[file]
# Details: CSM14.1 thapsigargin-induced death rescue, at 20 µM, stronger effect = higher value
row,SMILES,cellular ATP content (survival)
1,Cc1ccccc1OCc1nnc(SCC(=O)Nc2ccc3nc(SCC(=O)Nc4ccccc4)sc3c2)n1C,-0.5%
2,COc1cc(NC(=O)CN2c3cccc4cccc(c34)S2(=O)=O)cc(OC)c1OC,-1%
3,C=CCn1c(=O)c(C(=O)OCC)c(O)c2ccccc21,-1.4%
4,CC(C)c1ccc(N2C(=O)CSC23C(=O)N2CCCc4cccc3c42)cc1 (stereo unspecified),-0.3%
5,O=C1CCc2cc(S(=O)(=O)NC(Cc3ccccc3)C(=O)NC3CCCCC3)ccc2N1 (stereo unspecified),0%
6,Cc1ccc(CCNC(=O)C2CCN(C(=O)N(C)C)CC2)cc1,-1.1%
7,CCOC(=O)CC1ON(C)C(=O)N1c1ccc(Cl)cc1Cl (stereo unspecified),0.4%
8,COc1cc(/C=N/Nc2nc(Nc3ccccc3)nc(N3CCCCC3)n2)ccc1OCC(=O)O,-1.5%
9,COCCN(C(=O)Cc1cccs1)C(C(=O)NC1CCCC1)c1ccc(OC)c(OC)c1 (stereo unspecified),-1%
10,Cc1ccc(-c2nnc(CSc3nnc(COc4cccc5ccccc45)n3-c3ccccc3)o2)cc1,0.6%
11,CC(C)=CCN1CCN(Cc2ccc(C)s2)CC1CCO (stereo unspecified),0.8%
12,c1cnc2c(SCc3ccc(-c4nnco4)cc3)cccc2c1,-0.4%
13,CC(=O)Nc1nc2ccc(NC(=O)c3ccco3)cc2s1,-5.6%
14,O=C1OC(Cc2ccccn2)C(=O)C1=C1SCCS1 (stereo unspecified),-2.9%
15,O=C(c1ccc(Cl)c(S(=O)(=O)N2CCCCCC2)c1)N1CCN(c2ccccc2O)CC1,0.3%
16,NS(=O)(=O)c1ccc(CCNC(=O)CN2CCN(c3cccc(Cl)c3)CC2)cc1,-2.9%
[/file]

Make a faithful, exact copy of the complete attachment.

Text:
# Details: CSM14.1 thapsigargin-induced death rescue, at 20 µM, stronger effect = higher value
row,SMILES,cellular ATP content (survival)
1,Cc1ccccc1OCc1nnc(SCC(=O)Nc2ccc3nc(SCC(=O)Nc4ccccc4)sc3c2)n1C,-0.5%
2,COc1cc(NC(=O)CN2c3cccc4cccc(c34)S2(=O)=O)cc(OC)c1OC,-1%
3,C=CCn1c(=O)c(C(=O)OCC)c(O)c2ccccc21,-1.4%
4,CC(C)c1ccc(N2C(=O)CSC23C(=O)N2CCCc4cccc3c42)cc1 (stereo unspecified),-0.3%
5,O=C1CCc2cc(S(=O)(=O)NC(Cc3ccccc3)C(=O)NC3CCCCC3)ccc2N1 (stereo unspecified),0%
6,Cc1ccc(CCNC(=O)C2CCN(C(=O)N(C)C)CC2)cc1,-1.1%
7,CCOC(=O)CC1ON(C)C(=O)N1c1ccc(Cl)cc1Cl (stereo unspecified),0.4%
8,COc1cc(/C=N/Nc2nc(Nc3ccccc3)nc(N3CCCCC3)n2)ccc1OCC(=O)O,-1.5%
9,COCCN(C(=O)Cc1cccs1)C(C(=O)NC1CCCC1)c1ccc(OC)c(OC)c1 (stereo unspecified),-1%
10,Cc1ccc(-c2nnc(CSc3nnc(COc4cccc5ccccc45)n3-c3ccccc3)o2)cc1,0.6%
11,CC(C)=CCN1CCN(Cc2ccc(C)s2)CC1CCO (stereo unspecified),0.8%
12,c1cnc2c(SCc3ccc(-c4nnco4)cc3)cccc2c1,-0.4%
13,CC(=O)Nc1nc2ccc(NC(=O)c3ccco3)cc2s1,-5.6%
14,O=C1OC(Cc2ccccn2)C(=O)C1=C1SCCS1 (stereo unspecified),-2.9%
15,O=C(c1ccc(Cl)c(S(=O)(=O)N2CCCCCC2)c1)N1CCN(c2ccccc2O)CC1,0.3%
16,NS(=O)(=O)c1ccc(CCNC(=O)CN2CCN(c3cccc(Cl)c3)CC2)cc1,-2.9%